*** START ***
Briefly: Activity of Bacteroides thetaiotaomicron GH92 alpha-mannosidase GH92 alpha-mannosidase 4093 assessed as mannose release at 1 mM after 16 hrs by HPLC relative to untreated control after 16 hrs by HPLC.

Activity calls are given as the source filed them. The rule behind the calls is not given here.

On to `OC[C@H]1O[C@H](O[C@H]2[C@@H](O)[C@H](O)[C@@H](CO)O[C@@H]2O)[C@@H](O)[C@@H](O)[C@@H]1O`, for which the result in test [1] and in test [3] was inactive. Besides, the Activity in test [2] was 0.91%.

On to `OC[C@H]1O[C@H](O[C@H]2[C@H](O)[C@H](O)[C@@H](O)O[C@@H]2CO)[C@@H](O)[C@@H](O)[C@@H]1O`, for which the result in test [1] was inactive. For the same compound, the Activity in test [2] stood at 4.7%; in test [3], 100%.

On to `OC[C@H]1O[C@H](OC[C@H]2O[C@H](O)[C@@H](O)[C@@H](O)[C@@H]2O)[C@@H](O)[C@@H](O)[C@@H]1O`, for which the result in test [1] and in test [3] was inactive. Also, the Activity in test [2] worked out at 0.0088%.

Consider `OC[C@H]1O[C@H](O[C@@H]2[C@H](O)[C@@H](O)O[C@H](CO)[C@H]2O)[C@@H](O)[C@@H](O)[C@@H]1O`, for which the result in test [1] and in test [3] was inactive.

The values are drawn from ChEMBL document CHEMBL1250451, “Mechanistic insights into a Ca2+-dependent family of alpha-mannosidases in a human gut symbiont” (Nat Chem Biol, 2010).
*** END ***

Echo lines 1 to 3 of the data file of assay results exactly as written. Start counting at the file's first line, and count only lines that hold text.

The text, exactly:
Briefly: Activity of Bacteroides thetaiotaomicron GH92 alpha-mannosidase GH92 alpha-mannosidase 4093 assessed as mannose release at 1 mM after 16 hrs by HPLC relative to untreated control after 16 hrs by HPLC.

Activity calls are given as the source filed them. The rule behind the calls is not given here.

On to `OC[C@H]1O[C@H](O[C@H]2[C@@H](O)[C@H](O)[C@@H](CO)O[C@@H]2O)[C@@H](O)[C@@H](O)[C@@H]1O`, for which the result in test [1] and in test [3] was inactive. Besides, the Activity in test [2] was 0.91%.